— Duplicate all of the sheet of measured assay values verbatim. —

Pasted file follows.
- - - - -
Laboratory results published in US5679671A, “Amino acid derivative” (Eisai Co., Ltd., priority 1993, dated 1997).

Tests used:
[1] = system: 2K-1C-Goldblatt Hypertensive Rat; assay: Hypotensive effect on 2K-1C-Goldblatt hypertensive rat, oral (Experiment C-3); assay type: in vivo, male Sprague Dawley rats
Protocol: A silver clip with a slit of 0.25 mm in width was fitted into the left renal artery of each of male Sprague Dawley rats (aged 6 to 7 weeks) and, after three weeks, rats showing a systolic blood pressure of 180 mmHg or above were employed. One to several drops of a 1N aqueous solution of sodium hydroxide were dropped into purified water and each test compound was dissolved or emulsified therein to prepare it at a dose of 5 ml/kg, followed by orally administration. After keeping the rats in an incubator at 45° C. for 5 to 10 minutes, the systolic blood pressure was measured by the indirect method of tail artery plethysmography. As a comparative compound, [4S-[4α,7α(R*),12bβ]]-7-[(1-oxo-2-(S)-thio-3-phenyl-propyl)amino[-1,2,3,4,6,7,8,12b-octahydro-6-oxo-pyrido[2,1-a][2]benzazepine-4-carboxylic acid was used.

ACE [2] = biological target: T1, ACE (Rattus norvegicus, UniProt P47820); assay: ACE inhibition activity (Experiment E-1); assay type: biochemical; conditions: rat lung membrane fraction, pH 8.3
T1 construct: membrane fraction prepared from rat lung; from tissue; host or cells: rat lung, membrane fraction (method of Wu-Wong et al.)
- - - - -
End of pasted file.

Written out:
Laboratory results published in US5679671A, “Amino acid derivative” (Eisai Co., Ltd., priority 1993, dated 1997).

Tests used:
[1] = system: 2K-1C-Goldblatt Hypertensive Rat; assay: Hypotensive effect on 2K-1C-Goldblatt hypertensive rat, oral (Experiment C-3); assay type: in vivo, male Sprague Dawley rats
Protocol: A silver clip with a slit of 0.25 mm in width was fitted into the left renal artery of each of male Sprague Dawley rats (aged 6 to 7 weeks) and, after three weeks, rats showing a systolic blood pressure of 180 mmHg or above were employed. One to several drops of a 1N aqueous solution of sodium hydroxide were dropped into purified water and each test compound was dissolved or emulsified therein to prepare it at a dose of 5 ml/kg, followed by orally administration. After keeping the rats in an incubator at 45° C. for 5 to 10 minutes, the systolic blood pressure was measured by the indirect method of tail artery plethysmography. As a comparative compound, [4S-[4α,7α(R*),12bβ]]-7-[(1-oxo-2-(S)-thio-3-phenyl-propyl)amino[-1,2,3,4,6,7,8,12b-octahydro-6-oxo-pyrido[2,1-a][2]benzazepine-4-carboxylic acid was used.

ACE [2] = biological target: T1, ACE (Rattus norvegicus, UniProt P47820); assay: ACE inhibition activity (Experiment E-1); assay type: biochemical; conditions: rat lung membrane fraction, pH 8.3
T1 construct: membrane fraction prepared from rat lung; from tissue; host or cells: rat lung, membrane fraction (method of Wu-Wong et al.)